by Rolli -
One of the questions on my last Language Arts test was “What is boredom? Define boredom in one sentence.” My answer was, “Boredom is when everything turns out like you expected.” Ms. Jules put a big fat X by my answer and wrote, “Incorrect. Boredom is an emotional state characterized by a feeling of disinterest.” When I read that, I experienced boredom. Because that's exactly the kind of thing I expected she'd write.
When I stepped through Miss VeDore’s front door, I expected to see mice, spider webs, and bats flying out of the fireplace like sparks. What I did see, though, was a lot more exciting. Because it surprised me. When you’re best friends with a cavegirl, believe me, you’re not easily surprised.
On the outside, Miss VeDore’s mansion was crumbly. And dusty. It was like a cookie that looked just wonderful until you dropped it in a pile of fuzz on the kitchen floor.
On the inside, Miss VeDore’s mansion was lovely. It was clean and wonderful and fancy. Everything in it was wooden, antique-looking, shining. The walls—I’d never seen orange walls before, I don't think—were covered in pictures and paintings. Next to the staircase a grandfather clock ticked. There was even a chandelier, though it wasn't turned on. The whole place kind of reminded me of that “Peter, Peter, Pumpkin Eater” story or poem (I forget which), where the wife lived in a pumpkin house, only this was more like a pumpkin mansion. It was pretty neat. Definitely not what I expected.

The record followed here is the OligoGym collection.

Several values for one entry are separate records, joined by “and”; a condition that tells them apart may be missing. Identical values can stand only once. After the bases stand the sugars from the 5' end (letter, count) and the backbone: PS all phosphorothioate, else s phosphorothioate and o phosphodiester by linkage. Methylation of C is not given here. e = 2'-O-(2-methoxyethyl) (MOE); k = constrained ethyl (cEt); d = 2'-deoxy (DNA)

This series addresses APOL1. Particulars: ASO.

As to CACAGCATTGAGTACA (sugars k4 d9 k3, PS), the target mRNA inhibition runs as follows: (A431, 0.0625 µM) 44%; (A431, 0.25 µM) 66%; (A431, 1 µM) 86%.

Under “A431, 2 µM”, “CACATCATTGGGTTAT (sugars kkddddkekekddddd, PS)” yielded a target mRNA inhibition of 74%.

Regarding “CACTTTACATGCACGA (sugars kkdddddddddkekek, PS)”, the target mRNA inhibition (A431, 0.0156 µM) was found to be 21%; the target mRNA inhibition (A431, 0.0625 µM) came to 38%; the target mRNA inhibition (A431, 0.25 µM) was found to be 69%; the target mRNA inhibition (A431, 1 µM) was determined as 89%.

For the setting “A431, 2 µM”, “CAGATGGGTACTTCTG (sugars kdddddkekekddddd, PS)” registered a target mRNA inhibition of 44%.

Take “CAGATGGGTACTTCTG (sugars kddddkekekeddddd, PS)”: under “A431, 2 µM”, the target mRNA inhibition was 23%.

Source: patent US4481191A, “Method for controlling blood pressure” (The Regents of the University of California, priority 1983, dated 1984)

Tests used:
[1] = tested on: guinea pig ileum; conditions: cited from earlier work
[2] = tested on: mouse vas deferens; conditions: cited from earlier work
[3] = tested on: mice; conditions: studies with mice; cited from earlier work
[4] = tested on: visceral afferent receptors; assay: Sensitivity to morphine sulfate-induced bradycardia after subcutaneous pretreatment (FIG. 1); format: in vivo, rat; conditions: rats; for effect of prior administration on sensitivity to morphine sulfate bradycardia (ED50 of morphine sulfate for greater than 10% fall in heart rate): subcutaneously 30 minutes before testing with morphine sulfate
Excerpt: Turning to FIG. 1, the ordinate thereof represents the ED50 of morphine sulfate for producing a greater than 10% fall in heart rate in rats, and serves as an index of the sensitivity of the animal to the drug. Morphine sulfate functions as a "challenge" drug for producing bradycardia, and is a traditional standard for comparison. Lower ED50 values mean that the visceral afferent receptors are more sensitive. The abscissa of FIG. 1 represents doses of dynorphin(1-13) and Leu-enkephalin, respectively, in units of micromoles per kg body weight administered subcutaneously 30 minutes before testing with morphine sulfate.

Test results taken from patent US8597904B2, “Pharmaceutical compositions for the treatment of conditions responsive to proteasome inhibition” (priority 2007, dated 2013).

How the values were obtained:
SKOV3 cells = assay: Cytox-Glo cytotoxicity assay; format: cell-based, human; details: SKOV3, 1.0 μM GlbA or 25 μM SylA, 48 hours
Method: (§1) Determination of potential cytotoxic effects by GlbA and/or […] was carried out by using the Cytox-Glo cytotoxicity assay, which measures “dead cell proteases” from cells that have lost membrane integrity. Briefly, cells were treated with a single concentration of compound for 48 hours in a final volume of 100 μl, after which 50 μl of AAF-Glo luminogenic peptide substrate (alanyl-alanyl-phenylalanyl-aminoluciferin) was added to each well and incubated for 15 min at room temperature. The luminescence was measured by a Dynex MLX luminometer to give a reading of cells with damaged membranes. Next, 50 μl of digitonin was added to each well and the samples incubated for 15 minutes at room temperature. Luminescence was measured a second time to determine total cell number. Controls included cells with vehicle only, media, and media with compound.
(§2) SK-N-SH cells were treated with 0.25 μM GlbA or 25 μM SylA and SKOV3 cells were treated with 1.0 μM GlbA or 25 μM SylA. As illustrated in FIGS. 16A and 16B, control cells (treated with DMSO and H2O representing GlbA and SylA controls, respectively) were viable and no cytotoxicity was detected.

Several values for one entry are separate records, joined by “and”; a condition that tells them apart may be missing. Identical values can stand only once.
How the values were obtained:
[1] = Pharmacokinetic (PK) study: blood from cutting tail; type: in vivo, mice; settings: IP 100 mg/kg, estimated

As I looked around, I listened. I didn’t hear any more glass-shattering sounds. Actually, aside from the clock ticking, I didn’t hear anything.
Maybe Kabungo isn’t here at all, I wondered. Still, I thought I’d snoop a bit. Just to be sure.
There were three rooms on the main floor. The biggest one, the one I’d first stepped into, was a kind of sitting room. The other two weren’t as big, but they were still large rooms. One was full of shelves and shelves of old books. I glanced at the titles but didn’t see any of my favorite authors. It would still be amazing, though, having your own library, even if you didn’t like any of the books.
The kitchen wasn’t quite as nice as the other rooms. It looked a lot like my kitchen. There was a bowl on the table, full of fruit, and a bowl under it, full of cat food. I wondered where the cat was.
A breeze blew my hair. There weren’t any open (or broken) windows in the kitchen, not that I could see. I went back into the sitting room. There it was again. The breeze, I was sure, was coming from the second floor. I decided to investigate. I walked up the staircase.
Another surprise. The second floor wasn’t at all like the first floor. It was darker. And dustier. The wallpaper was peeling. There weren’t any big rooms, just a long hallway with lots of closed doors that I’m guessing were bedrooms. The breeze wasn’t a breeze anymore; it was just plain wind. It was pouring, and sunlight was pouring, from an open door at the end of the dark hallway. I ran my hand down the wall as I walked toward the door, but when I felt a cobweb, I pulled it back pretty quick (it was probably a world record).
I moved closer to the doorway. Closer. The wind grew stronger. I was in a lot of suspense (my spider was doing gymnastics). I was right beside the door now. I peeked around it.